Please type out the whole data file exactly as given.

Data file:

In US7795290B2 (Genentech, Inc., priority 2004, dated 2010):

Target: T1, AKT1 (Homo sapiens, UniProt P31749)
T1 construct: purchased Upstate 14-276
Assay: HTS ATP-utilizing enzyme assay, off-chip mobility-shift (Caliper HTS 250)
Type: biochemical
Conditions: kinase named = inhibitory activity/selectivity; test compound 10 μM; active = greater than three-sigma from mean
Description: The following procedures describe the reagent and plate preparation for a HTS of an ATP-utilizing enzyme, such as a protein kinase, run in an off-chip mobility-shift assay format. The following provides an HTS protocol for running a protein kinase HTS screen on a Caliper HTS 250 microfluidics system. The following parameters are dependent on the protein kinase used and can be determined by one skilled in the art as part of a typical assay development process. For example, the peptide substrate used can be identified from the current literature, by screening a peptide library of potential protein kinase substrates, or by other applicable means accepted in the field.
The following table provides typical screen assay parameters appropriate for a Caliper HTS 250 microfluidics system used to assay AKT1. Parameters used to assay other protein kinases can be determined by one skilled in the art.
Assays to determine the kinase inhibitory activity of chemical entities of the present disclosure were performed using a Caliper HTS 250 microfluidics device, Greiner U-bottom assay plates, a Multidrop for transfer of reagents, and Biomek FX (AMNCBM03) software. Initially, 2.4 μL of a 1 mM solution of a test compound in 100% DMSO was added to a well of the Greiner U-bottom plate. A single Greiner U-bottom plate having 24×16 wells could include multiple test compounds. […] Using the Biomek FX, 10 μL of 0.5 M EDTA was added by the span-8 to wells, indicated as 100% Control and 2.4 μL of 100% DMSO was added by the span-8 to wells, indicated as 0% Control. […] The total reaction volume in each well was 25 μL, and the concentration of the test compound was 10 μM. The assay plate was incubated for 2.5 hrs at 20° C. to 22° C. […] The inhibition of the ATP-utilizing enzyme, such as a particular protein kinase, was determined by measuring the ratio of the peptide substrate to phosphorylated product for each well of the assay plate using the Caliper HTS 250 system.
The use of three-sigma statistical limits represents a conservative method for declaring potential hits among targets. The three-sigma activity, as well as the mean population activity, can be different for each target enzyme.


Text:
In US7795290B2 (Genentech, Inc., priority 2004, dated 2010):

Target: T1, AKT1 (Homo sapiens, UniProt P31749)
T1 construct: purchased Upstate 14-276
Assay: HTS ATP-utilizing enzyme assay, off-chip mobility-shift (Caliper HTS 250)
Type: biochemical
Conditions: kinase named = inhibitory activity/selectivity; test compound 10 μM; active = greater than three-sigma from mean
Description: The following procedures describe the reagent and plate preparation for a HTS of an ATP-utilizing enzyme, such as a protein kinase, run in an off-chip mobility-shift assay format. The following provides an HTS protocol for running a protein kinase HTS screen on a Caliper HTS 250 microfluidics system. The following parameters are dependent on the protein kinase used and can be determined by one skilled in the art as part of a typical assay development process. For example, the peptide substrate used can be identified from the current literature, by screening a peptide library of potential protein kinase substrates, or by other applicable means accepted in the field.
The following table provides typical screen assay parameters appropriate for a Caliper HTS 250 microfluidics system used to assay AKT1. Parameters used to assay other protein kinases can be determined by one skilled in the art.
Assays to determine the kinase inhibitory activity of chemical entities of the present disclosure were performed using a Caliper HTS 250 microfluidics device, Greiner U-bottom assay plates, a Multidrop for transfer of reagents, and Biomek FX (AMNCBM03) software. Initially, 2.4 μL of a 1 mM solution of a test compound in 100% DMSO was added to a well of the Greiner U-bottom plate. A single Greiner U-bottom plate having 24×16 wells could include multiple test compounds. […] Using the Biomek FX, 10 μL of 0.5 M EDTA was added by the span-8 to wells, indicated as 100% Control and 2.4 μL of 100% DMSO was added by the span-8 to wells, indicated as 0% Control. […] The total reaction volume in each well was 25 μL, and the concentration of the test compound was 10 μM. The assay plate was incubated for 2.5 hrs at 20° C. to 22° C. […] The inhibition of the ATP-utilizing enzyme, such as a particular protein kinase, was determined by measuring the ratio of the peptide substrate to phosphorylated product for each well of the assay plate using the Caliper HTS 250 system.
The use of three-sigma statistical limits represents a conservative method for declaring potential hits among targets. The three-sigma activity, as well as the mean population activity, can be different for each target enzyme.